5 November 2004 – Worldwide capital and operational expenditures for plants in the electric power industry, which totalled more than $374bn in 2003, will exceed $453bn by the end of 2008, expanding at a Compounded Annual Growth Rate (CAGR) of just under four per cent, according to a new study by the ARC Advisory Group.
“While China strains to grow a reliable power infrastructure in support of rapid industrial growth, North American spending continues to decline as the recent bulge of generation development, combined with higher natural gas prices, create both a glut of generating capacity and a squeeze on operating margins,” according to Senior Analysts Harry Forbes and Ravi Murthy, authors of ARC’s Electric Power Industry Plant-Level Expenditures Worldwide Outlook. They continue, “In addition to process improvement, capital budgets are focused on improved asset management as well as better responsiveness to customers.”
Worldwide, the industry will see steady growth as electric power continues to be the point of expansion for infrastructure development worldwide and especially in the developing economies of Asia. Many electric power companies will face new competitors, continued deregulation, and emerging technologies such as distributed generation, renewable, and “clean coal” primary energy sources.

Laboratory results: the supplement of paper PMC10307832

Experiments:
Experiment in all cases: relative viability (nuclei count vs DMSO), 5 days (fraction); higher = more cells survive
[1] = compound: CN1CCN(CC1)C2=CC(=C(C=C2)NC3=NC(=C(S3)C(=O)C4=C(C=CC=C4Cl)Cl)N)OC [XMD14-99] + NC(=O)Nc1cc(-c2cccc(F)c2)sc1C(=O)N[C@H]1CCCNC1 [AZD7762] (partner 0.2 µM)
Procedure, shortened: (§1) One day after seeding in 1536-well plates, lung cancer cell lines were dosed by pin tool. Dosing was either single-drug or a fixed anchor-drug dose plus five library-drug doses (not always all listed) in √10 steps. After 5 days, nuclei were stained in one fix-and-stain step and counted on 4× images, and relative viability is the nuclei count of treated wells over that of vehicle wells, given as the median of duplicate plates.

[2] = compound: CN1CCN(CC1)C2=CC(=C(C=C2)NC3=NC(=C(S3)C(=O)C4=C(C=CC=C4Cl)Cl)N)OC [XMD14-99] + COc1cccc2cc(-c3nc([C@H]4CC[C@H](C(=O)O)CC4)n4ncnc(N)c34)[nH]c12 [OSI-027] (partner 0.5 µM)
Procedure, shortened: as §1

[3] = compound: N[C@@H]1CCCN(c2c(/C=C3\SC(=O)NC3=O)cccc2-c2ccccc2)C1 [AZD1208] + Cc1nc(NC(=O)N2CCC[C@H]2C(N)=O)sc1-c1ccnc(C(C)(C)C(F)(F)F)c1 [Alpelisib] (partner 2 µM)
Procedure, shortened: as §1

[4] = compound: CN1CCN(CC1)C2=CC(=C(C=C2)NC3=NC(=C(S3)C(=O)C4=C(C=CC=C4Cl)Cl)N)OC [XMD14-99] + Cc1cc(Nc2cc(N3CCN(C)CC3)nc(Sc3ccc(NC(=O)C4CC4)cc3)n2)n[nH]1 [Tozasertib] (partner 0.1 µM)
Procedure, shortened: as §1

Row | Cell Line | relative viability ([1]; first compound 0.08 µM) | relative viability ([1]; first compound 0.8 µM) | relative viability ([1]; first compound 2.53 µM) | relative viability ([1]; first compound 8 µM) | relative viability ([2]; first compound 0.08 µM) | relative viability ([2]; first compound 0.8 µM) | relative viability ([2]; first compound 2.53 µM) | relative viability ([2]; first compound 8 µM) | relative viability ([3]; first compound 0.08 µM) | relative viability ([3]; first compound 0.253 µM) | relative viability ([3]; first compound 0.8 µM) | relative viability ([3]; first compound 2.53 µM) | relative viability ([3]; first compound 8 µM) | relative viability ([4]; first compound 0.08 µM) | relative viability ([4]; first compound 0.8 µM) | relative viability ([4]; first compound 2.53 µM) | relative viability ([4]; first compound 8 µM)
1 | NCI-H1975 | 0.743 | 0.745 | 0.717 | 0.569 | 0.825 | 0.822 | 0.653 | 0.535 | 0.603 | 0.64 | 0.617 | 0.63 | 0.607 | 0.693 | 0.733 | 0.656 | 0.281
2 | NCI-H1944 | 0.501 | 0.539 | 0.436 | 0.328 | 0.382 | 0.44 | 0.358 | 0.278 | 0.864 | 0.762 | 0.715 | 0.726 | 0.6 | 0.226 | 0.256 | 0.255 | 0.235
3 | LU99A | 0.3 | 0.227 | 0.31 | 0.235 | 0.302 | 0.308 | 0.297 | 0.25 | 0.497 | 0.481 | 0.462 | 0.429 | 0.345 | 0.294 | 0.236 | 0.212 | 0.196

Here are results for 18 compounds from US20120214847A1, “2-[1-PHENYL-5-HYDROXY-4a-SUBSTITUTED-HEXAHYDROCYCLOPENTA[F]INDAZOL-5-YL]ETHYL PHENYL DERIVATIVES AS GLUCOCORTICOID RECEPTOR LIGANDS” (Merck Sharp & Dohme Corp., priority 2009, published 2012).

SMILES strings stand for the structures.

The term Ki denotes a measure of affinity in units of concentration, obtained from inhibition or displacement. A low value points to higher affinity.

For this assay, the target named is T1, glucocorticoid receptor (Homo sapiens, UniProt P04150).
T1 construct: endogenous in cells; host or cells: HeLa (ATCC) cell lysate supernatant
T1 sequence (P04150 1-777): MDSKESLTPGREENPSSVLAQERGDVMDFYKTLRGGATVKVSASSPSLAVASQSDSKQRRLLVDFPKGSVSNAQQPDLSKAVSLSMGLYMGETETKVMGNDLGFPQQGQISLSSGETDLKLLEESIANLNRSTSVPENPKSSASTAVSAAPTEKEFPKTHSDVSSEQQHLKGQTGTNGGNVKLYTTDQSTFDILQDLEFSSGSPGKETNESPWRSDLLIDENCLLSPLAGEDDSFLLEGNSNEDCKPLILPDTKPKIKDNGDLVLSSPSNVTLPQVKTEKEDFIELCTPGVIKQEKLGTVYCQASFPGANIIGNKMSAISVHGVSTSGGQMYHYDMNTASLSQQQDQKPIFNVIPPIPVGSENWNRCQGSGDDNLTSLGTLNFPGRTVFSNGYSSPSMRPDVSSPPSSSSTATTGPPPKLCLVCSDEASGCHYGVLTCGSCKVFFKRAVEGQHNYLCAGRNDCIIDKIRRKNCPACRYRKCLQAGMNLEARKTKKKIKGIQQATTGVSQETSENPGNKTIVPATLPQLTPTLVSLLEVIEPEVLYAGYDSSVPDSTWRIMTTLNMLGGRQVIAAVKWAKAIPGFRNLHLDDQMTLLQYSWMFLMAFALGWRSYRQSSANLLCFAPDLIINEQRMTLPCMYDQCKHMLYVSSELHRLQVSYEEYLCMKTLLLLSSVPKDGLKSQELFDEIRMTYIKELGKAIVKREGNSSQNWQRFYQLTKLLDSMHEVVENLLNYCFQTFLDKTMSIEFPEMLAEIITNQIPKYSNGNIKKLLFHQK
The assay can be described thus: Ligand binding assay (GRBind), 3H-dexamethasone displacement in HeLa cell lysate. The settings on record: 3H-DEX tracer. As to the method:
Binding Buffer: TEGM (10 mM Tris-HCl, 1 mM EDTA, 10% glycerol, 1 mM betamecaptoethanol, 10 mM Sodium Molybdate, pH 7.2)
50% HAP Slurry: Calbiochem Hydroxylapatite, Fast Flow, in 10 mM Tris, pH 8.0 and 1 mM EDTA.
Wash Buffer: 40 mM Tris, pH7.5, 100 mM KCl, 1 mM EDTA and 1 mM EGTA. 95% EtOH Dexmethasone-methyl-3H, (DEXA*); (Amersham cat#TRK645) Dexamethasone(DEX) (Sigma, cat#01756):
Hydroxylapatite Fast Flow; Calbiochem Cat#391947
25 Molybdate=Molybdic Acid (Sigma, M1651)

ARC argues that electric power is the lifeblood of developed economies worldwide and, therefore, draws the close attention of regulatory authorities. Major factors that will influence power utilities CapEx are:
” Continued growth in per capita demand for electric power in developing regions
” Compliance with environmental, reliability, and safety regulations
” Reduced requirements in some regions due to recent overbuilding
” The uncertainty of future rate structures and deregulation initiatives
” The potential for conflicts between regulatory agencies
” Stricter operating procedures relating to generation, transmission, distribution, power quality, and reliability
” Continuing evolution of privatization models such as the proposal for Independent Transmission Providers (ITP) by the US Federal Energy Regulatory Commission (FERC)
The purpose of electric power transmission systems also continues to evolve. Originally designed to economically deliver power from monopoly producers to captive markets, these networks are now being driven more and more by trading activities and make-buy strategies of regions and even whole nations. This change brings economical operation and reliability into conflict, as was illustrated by the large 2003 blackouts in North America and Italy. Regulators struggle with the need for more power trading and with the changing definition of reliable service, as digital economies are increasingly dependent on more reliable and high-quality electric power.